Over the last year, the U.S. Federal Open Market Committee has had to deal with two concurrent and conflicting trends when setting its monetary policy. On the one hand, the collapsing housing market has been pushing the U.S. economy to the brink of a cyclical recession. That would normally have meant an easing in the monetary policy of the Fed. On the other hand, the accompanying gains in prices of a broad spectrum of commodities have kept inflation at uncomfortably elevated levels, making the Fed reluctant to cut its benchmark interest rates.
The two trends, if unchecked, would eventually lead to either deflation or to double-digit inflation rates not seen since the 1970s and the early 1980s. Either of the two extremities on their own would cause lasting damage to the economy and to the financial markets. Even at moderately elevated levels, when both are present simultaneously, the impact, known as “stagflation,” would be very troubling.
One of the Fed’s prime mandates is to conduct the monetary policy in a manner that would promote sustainable economic growth, create maximum employment and maintain stable prices. Over the last 50-60 years the Fed has managed largely to optimize its policy to meet these two essentially contradictory objectives. Most of the time, the Fed has not had to take extreme steps to either halt high inflation to the determent of economic growth or accept high inflation to prevent a cyclical recession from deteriorating into a depression.
Among the few exceptions where the Fed single-mindedly targeted one objective, while temporarily sacrificing the other, was in 1980- 1981. Paul Volcker, on becoming the Fed’s Chairman in August1979, drove the federal rate to over 19% by June 1981 to eradicate the double-digit inflation rates that rose as high as 15%. As a result, unemployment soared above 10% in 1982-1983 and the bear 1981-1982 market took a 25% bite from blue-chip indices. It was bitter medicine, but it formed the foundation for one of the longest secular bull runs in the economy and financial markets.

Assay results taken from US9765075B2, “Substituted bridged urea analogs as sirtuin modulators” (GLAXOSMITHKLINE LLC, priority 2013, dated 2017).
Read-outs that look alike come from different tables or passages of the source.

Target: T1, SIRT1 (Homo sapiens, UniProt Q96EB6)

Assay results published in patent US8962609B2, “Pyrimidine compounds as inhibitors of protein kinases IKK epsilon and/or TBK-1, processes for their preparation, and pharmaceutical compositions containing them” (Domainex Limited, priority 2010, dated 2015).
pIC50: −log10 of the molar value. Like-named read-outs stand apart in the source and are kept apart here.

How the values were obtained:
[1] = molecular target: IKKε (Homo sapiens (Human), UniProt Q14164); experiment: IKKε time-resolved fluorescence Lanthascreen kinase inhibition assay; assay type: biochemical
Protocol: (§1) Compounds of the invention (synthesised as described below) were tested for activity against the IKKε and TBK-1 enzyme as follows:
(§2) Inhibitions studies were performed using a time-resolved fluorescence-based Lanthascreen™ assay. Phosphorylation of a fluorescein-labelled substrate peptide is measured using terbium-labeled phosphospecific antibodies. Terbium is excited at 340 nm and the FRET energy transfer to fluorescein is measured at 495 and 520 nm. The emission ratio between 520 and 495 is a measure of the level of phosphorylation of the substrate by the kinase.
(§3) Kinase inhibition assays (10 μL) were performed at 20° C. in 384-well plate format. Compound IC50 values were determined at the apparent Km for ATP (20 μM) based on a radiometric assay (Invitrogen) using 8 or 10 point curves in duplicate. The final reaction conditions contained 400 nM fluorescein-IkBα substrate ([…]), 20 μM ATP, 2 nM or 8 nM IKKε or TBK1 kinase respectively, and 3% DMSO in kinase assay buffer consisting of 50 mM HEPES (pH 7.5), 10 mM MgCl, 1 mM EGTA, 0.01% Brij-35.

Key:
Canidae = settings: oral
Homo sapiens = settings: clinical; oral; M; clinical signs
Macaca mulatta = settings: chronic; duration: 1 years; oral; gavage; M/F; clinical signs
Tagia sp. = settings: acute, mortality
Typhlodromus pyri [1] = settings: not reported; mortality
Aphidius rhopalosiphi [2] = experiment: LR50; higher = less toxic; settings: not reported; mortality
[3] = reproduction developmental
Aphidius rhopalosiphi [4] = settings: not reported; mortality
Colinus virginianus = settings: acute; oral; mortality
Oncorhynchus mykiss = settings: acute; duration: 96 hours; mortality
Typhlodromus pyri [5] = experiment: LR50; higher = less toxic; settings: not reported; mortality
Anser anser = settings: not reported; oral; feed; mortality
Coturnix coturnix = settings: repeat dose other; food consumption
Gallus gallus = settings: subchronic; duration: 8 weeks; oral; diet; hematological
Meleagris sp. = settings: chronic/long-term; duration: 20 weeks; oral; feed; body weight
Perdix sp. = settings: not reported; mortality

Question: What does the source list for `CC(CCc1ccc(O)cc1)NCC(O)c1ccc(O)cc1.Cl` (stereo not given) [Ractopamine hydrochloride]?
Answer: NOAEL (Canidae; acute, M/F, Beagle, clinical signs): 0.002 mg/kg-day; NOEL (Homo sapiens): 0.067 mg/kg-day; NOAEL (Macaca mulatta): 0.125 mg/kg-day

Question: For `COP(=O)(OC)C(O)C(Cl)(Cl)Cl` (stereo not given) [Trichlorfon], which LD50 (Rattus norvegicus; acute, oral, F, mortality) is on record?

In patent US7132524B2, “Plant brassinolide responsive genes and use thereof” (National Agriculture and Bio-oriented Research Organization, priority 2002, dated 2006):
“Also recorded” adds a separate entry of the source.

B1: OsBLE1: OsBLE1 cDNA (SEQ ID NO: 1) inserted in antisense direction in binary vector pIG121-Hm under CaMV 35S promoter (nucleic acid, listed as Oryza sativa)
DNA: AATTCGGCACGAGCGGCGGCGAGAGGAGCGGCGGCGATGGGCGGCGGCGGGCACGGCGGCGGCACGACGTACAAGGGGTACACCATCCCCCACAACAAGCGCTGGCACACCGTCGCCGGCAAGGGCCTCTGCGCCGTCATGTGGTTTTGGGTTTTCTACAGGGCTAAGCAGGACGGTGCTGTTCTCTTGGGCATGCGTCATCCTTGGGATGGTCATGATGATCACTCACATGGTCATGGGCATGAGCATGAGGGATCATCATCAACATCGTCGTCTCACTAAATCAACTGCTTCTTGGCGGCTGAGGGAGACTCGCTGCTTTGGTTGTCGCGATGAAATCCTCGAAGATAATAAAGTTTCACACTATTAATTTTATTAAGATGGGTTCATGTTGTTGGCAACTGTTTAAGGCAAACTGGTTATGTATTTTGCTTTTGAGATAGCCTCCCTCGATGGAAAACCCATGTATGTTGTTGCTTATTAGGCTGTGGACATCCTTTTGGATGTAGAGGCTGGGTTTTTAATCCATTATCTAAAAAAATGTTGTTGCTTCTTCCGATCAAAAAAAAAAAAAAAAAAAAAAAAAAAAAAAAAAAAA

This brings me to the most recent FOMC meeting. After months of inflation being of concern in the FOMC’s statements, this time the very word “inflation” was conspicuously absent in the statement issued.
The Fed, like back in January 2001, cut the federal fund rate by a half a point. The Fed typically reacts to changes in the economy. Not this time. Spooked by the meltdown in credit markets, it acted rather than reacted. Inflation, the sliding U.S. dollar and the rising prices in commodities become temporarily of secondary concern to the FMOC.
Just as in January 2001, following the Fed’s half point cut, the S&P 500 gained as much as four percent from the day prior to the FMOC meeting. Back in 2001, that was as high as the market rebounded following that the initial cut in interest rates from 6.5% to six percent. From then on, successive cuts took the federal fund rate eventually as low as one percent by the time of the last cut of June 2003.
Back then, it came as a rude shock to many market strategists when the market failed to follow the typical pattern of rallying as the Fed cuts interest rates. It was not until October 2002, when the S&P 500 was down 41% from the date of the initial cut, that the market started to revive. I am not expecting an analogous scenario for the post-September-2007 period. Historical patterns, though sometimes very similar, are hardly ever duplicated to the last detail.
It is not a bankable certainty that this time cuts in the Fed’s federal and discount rates will, as they had typically done, provide sustained support to the stock market. Neither is it probable that the shocking 2001-2002 collapse in stocks — when the Fed was frantically reducing its rates to the lowest level in more than 60 years — will be replayed closely over the next two years.
The market rebound from the August 16, 2007, lows has not picked up in trading volume, even after Wall Street traders returned from their summer vacations. A number of negative divergences between price indices, breadth and volume indicators also remain. The same applies to the divergence among important sectors. In general, stocks of companies with either large export business, or having overseas operations are reflecting the benefits of the weakness in the U.S. dollar against all floating currencies.
As a result, the stocks of major U.S. hi-tech stocks lifted the NASDAQ Composite within 3.5% of its 2002-2007 high of July 19, 2007, and, more impressively, lifted the NASDAQ 100 well above its July 19th high. At the other extreme are the lagging sectors, most notably banks, brokers, consumer cyclicals, financial services and home builders. The deepening divergence between the Dow Jones Industrial Average and the Dow Jones Transports is also unsettling. I do not profess to being well-versed on all details of the venerable Dow Theory. However, its principal promise is solid. The Dow Jones Transports average is made up of companies that move goods produced and consumed by the U.S. economy. They are the life-blood of the economy. These days, the Dow Jones Transports index includes the likes of Fedex, USP, and YRC Worldwide, besides venerable railroads. While the DJIA rallied by nine percent from the August 17, 2007, low, the Dow Jones Transports rebounded only by 3.5% and remains more than 11% short of its July 2007 high. The non-confirmation, as they say in technical analysis, of the advance of the Dow Jones Industrial Average by the Dow Jones Transports, accompanied by low volume, give rise to concern about the validity of the markets recent rise.